The power sector is no exception from the ups and downs recorded in 2017. The year started with a generally low mood in terms of the quantum of power generation available for distribution from none to a peak of 5,222MW. Earlier in the year, the Nigerian Bulk Electricity Trading Company (NBET) decried the low level of remittances from the distribution companies (DisCos) which led to the rising spate of on-going debt and general illiquidity in the Nigerian Electricity Supply Industry (NESI). The average monthly remittance from the DisCos was as low as 30 percent with all the operators trading blames among themselves on who is responsible for the situation. This has led to the inability of the generating companies (GenCos) and the transmission company of Nigeria (TCN) to pay for services procured in generating and transmitting power to the DisCos. The illiquidity in the NESI has resulted in a generally low mood for all stakeholders including banks, financial institutions, relevant ministries, departments, agencies, potential investors (local and international).
Throughout the year, consumers were at a loss as to why the much-needed electricity generated by the GenCos was rejected by the DisCos and TCN. The blame game between the operators made nonsense of privatisation. Yet, accompanying the low levels of electricity supply were outrageously high levels of estimated electricity bills leaving consumers at their own mercy.
The NESI was bailed-out from its financial debt profile of over a trillion naira by Federal Government (FG), through the Central Bank. This enables them to make payment to GenCos who were unable to make prompt payment for gas and other incurred expenses. GenCos, however, remained in low spirit for months thereafter as actual payment by installment did not commence until much later. Even then, DisCos remained in a low spirit especially with the declaration of eligible customers (EC) by the Minister of Power during the year in focus highs and lows.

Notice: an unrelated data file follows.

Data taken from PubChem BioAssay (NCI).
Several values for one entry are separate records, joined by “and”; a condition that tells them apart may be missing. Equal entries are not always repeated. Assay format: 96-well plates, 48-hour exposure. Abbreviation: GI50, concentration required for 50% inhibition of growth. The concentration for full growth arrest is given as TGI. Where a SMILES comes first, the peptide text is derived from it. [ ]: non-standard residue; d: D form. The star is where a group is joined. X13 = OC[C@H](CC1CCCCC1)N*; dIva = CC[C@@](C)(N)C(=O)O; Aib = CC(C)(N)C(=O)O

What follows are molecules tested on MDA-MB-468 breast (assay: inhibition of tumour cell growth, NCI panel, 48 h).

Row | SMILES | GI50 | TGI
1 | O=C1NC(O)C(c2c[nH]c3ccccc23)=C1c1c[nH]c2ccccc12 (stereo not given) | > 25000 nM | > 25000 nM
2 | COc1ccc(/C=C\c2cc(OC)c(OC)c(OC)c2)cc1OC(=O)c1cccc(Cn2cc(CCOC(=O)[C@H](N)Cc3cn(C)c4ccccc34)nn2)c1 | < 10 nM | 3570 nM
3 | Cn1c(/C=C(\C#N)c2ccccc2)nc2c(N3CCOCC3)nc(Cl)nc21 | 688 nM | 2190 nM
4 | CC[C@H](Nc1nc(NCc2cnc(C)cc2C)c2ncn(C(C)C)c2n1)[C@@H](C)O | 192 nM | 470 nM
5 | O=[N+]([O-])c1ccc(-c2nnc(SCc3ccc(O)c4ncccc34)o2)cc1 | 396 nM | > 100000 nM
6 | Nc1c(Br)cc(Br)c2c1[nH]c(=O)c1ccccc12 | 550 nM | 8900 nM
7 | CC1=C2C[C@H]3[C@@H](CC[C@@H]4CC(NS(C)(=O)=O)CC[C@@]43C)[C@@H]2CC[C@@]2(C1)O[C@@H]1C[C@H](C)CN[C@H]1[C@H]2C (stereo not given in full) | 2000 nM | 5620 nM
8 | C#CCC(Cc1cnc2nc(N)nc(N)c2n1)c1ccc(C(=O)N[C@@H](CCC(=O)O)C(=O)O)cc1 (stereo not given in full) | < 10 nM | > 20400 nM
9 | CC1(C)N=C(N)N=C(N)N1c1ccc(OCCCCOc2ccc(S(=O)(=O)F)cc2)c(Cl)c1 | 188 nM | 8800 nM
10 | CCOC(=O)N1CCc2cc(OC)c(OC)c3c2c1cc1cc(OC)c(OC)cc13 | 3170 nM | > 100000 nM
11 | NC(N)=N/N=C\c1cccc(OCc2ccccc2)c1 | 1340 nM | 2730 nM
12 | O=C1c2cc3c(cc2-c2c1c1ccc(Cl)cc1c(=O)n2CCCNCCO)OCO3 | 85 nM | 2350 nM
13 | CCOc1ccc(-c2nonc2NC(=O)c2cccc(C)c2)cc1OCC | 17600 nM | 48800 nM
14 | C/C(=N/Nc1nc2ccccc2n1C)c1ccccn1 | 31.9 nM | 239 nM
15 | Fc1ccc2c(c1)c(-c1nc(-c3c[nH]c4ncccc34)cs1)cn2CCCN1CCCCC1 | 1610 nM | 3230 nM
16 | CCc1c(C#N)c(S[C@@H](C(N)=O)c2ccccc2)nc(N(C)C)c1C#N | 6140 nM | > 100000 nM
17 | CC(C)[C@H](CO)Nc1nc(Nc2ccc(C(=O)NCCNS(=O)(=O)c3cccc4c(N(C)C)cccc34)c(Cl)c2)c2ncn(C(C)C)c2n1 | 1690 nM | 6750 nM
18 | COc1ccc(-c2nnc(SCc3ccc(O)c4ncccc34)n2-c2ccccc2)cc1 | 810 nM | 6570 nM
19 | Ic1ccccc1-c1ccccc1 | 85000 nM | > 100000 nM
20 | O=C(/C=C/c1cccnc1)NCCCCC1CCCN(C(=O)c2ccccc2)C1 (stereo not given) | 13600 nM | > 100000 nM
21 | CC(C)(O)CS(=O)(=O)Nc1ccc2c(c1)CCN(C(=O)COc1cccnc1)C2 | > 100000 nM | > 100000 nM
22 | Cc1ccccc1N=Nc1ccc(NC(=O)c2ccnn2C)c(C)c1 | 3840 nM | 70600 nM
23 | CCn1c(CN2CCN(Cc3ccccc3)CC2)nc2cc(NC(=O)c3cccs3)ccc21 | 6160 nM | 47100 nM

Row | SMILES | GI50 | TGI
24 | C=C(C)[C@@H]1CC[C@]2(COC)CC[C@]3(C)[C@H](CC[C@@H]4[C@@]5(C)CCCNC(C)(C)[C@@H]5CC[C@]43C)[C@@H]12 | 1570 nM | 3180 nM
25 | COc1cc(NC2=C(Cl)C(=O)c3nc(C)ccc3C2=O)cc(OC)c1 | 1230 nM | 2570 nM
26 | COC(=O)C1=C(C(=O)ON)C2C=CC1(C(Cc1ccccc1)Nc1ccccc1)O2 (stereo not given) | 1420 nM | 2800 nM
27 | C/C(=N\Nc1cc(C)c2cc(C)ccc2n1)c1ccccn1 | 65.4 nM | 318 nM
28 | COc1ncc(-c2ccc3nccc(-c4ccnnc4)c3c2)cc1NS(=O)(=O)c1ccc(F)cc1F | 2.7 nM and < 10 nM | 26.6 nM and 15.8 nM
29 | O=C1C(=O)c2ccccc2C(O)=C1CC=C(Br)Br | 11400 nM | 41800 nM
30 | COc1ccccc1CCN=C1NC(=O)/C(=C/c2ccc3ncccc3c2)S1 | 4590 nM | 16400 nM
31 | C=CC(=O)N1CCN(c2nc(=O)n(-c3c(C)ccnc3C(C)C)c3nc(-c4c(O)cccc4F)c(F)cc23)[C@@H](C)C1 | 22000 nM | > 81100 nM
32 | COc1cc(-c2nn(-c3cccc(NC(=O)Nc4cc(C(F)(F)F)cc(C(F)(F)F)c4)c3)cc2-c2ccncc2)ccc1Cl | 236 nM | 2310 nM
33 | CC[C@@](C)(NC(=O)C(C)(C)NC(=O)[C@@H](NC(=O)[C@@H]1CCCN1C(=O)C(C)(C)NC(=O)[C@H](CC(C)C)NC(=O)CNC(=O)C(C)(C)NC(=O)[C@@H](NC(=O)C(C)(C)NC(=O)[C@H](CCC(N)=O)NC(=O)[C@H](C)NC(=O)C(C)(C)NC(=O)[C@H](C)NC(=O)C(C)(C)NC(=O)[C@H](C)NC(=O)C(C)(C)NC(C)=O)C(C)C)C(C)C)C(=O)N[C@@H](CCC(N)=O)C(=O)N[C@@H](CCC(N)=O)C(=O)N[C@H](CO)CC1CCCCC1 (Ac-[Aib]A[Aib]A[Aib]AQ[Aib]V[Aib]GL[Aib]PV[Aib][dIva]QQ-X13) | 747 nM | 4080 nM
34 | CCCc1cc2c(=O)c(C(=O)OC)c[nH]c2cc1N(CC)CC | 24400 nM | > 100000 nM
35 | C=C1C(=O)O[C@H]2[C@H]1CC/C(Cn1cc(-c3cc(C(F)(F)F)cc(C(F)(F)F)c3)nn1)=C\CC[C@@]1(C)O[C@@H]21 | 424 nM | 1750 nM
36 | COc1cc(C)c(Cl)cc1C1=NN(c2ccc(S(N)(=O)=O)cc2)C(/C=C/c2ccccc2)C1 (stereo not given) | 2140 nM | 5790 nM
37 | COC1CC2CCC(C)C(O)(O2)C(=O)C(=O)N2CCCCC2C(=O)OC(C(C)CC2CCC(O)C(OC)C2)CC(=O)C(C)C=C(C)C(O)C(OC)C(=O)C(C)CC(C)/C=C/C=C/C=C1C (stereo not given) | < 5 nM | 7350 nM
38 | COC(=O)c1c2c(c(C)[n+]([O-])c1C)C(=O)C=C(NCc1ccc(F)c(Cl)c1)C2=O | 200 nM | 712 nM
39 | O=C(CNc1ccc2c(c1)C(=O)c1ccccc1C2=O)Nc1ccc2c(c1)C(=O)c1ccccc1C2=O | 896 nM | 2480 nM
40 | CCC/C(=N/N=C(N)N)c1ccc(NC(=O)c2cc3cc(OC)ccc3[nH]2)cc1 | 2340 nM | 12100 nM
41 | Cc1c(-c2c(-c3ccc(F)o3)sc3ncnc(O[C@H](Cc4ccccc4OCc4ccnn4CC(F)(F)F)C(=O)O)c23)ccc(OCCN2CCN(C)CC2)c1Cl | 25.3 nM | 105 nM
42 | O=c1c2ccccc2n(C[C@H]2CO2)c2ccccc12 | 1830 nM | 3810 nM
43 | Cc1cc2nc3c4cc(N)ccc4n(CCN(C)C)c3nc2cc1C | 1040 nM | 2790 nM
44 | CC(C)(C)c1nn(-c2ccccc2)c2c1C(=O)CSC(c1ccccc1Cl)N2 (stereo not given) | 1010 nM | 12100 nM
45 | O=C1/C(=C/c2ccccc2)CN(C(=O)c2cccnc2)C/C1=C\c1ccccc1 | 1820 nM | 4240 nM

On a more positive note, the NESI was on a “general high” when Federal Government, in collaboration with the World Bank and other affiliated financial institutions, sets out a power sector recovery programme (PSRP) which if implemented will put the power sector reform back on track. However, conditions precedent to the release of over $5 billion of the loan have not been met by the Federal Government whilst industry watchers remain on a “general low”. To access the loan, the government must overcome technical, governance, commercial and operational barriers.
At the end of the year, the annual Future Energy Nigeria conference puts the NESI on high hopes shifting discussion points from the known issues to the proffering and implementation of solutions. To this end, the NESI will, therefore, witness, in the coming years, a radical shift in focus to sustainable electricity systems with increased penetration of renewable energy generation, mini-grids, solar homes and hybrid solutions involving solar and gas technology in combating the power problems facing Nigeria.
Source: The Guardian